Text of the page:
LabLab The question “What about the 'I' in 'IT'?” serves as an equally good reminder of the point of the ‘T’. But while information allegedly exists to support the business, from the information technology perspective it sometimes seems almost a by-product of all the communications we want to do, all the applications we want to run.
Apple's iPad is now generating more web traffic than RIM's BlackBerry in North America, though at least a BlackBerry can do other things too.
iSoft shares continued to fall yesterday despite a supposedly reassuring update from the health provider.
Science GCSEs set to replace the pack of dumbed down current exams have been rejected for being too easy.
Saving the whole of the newspaper industry is a big ask, even for a "magical and revolutionary" device, but there might just be hope for the magazine business. The rapaciously-priced ($4.99 for this month's issue) iPad edition of Wired has comfortably outsold the somewhat cheaper print edition, and it's not even ad-free. On the contrary...
Sony's PlayStation Move motion controller will arrived on UK shop shelves on 15 September, debuting at €30 (£25).
The government of the Philippines has declared "all out war" on what it considers a major threat to the purity of English - the "jejemon" invasion of social networks and mobe text messaging.
Twitter admits it has had its worst month since last October for downtime but promises it will do its best to stay up and running for World Cup games.
Sony is to start charging for access to the PlayStation Network.
Opera has released a public beta of its next browser release, 10.6 - featuring support for royalty-free WebM video and HTML5 offline web apps. This will be the next major milestone for Linux and BSD users, since Opera is skipping an official 10.5 release for those platforms.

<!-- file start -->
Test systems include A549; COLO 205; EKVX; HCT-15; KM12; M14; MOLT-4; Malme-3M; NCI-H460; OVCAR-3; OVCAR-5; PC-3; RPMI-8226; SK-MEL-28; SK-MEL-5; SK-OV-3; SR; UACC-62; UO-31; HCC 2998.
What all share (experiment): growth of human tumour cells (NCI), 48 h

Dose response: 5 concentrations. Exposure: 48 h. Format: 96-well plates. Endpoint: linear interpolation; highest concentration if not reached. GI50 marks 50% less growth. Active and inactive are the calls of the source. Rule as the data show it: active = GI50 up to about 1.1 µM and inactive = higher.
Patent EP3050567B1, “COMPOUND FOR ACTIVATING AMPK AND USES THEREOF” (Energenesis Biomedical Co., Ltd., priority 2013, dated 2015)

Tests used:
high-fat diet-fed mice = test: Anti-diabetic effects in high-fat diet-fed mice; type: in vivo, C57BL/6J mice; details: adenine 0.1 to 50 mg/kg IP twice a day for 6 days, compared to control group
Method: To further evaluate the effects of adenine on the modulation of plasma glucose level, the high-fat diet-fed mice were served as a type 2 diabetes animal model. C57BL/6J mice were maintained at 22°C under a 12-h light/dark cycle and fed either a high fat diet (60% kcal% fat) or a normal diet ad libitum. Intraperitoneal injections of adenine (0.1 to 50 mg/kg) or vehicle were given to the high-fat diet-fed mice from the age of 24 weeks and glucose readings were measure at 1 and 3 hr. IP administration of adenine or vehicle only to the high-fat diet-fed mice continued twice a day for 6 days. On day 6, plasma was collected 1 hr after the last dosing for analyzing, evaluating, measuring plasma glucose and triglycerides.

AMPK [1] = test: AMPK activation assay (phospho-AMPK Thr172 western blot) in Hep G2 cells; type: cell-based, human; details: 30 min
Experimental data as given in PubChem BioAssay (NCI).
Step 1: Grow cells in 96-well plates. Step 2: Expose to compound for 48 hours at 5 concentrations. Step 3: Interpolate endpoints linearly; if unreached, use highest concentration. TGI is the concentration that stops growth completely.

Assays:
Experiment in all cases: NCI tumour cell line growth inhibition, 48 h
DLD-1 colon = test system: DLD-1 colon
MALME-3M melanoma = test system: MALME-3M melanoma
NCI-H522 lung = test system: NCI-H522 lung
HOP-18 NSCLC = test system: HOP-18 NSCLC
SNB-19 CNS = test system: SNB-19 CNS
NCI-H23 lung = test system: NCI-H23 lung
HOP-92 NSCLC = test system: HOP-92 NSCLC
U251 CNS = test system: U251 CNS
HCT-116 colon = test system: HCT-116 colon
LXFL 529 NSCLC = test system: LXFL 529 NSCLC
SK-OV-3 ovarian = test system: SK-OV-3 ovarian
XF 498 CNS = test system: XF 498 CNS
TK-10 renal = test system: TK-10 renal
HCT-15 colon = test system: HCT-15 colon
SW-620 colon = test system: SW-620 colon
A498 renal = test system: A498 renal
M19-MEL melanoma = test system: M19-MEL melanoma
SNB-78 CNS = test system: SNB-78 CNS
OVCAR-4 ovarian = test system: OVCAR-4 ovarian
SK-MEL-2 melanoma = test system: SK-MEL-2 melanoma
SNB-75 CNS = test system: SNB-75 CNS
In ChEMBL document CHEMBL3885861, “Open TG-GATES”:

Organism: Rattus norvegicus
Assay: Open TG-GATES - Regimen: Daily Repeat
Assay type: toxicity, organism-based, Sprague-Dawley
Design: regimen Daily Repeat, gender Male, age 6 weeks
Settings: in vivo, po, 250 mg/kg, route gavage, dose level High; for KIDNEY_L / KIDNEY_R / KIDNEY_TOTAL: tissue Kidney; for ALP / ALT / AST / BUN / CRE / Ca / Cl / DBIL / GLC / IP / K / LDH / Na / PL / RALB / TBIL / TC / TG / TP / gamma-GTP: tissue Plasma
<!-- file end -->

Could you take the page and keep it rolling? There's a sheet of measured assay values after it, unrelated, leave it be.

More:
BT has joined the gathering feeding frenzy around smart metering of utilities with its first ever deal to provide the necessary internet connectivity, to a minimum of 10,000 meters.
The faithful of Ohio were left contemplating a message from above this week after a bolt of lightning hit a 60 foot high statue of Jesus, reducing it to a smouldering steel skeleton.
Those of you who fancy playing Star Wars or who have a currently unarmed shark knocking about the house might be interested in the Wicked Lasers Spyder III Pro Arctic - a real-life "lightsabre" capable of inflicting some serious damage:
Google has traditionally charged into other business areas with all the subtlety of a bull in a china shop. This isn't always a bad thing: there are plenty of cosy industries that are ripe for a shake-up, and advertising is one of the cosiest. But there's one area that's been strictly taboo.
The San Francisco Board of Supervisors has passed an ordinance that will require warning labels on mobile phones, indicating their radiative output especially for the scientifically-illiterate and paranoid.
Small business owners in the UK blame currency movements for threatening their ability to export goods - or at least to export goods profitably.
Orange has posted its iPhone 4 tariffs, but you'll need to spend big to get one of the handsets for free.
The tech-savvy man accused of emailing threats to US Vice President Joe Biden, spoofed from his neighbour's account, has upped the stakes of the legal ordeal he faces.
Sony Ericsson has introduced its latest Android-based Xperia smartphone: the X8.
Nokia's forthcoming N8 smartphone will certainly have market leading hardware specs, but the real challenge for the firm is to convince developers of its software credentials.
The Independent Police Complaints Commission (IPCC) has been given a truncheoning for ignoring Freedom of Information requests from the public.
Still awaiting the promised Android 2 update for your HTC Hero smartphone? Here's what HTC has to say about it:
Police are pondering just what charges two East Yorkshire men will face after they were nabbed giving away free porn DVDs from a burger van in Driffield.
CommentComment Dot Hill sold 125,000 entry-level array subsystems - good news. The bad news is it's restructuring and sacking a tenth of its workforce to staunch losses - and it's partnering with Xiotech in an opaque technology agreement with no clarity over which of them will deliver product. So what on earth is going on?